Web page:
An inventor has developed a harness to counter the concerns pregnant women have about wearing a seat belt (BBC News).
Stephen Weston developed the idea after his wife would not wear a belt because she was concerned it could harm her unborn foetus in the event of a crash.
He said: "There are two problems with the ordinary seatbelt. One is the lap strap which people let ride up, and if you are in an impact it can hurt the foetus. The second is the diagonal strap where the same thing can occur.
"Guidelines put out by RoSPA and the police recommend putting the lap strap underneath the bump and the diagonal strap around the bump and between the breasts.
"But cars are all different shapes and sizes and so are pregnant ladies, and to try to get the seatbelt in the right position for everyone is nigh on impossible."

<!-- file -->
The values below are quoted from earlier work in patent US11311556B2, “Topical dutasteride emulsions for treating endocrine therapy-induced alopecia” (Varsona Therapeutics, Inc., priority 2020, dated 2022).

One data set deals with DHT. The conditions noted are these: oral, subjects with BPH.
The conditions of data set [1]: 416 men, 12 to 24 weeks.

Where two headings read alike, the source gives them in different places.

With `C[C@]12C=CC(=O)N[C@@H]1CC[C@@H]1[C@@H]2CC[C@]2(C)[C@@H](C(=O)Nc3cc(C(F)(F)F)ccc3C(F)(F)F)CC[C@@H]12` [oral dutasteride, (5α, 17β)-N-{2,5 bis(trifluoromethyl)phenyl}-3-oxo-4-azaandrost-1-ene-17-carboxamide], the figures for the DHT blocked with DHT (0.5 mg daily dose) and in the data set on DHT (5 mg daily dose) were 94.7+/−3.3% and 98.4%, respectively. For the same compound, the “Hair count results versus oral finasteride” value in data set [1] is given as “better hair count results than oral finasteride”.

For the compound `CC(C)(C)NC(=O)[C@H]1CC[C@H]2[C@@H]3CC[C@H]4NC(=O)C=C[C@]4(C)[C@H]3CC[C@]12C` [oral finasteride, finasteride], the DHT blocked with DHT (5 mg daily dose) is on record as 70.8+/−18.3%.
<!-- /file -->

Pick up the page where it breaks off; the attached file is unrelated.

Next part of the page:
Mr Weston’s solution is a harness which takes pressure away from the abdomen.
He tested his idea by putting a trouser belt around his chest and the diagonal of the seatbelt behind him before hitting the brakes.
He said: "The new design moves the traditional diagonal strap away from the bump, and the force of the impact is actually taken on the shoulders and the chest, above the stomach.
Click here to read the full BBC News report.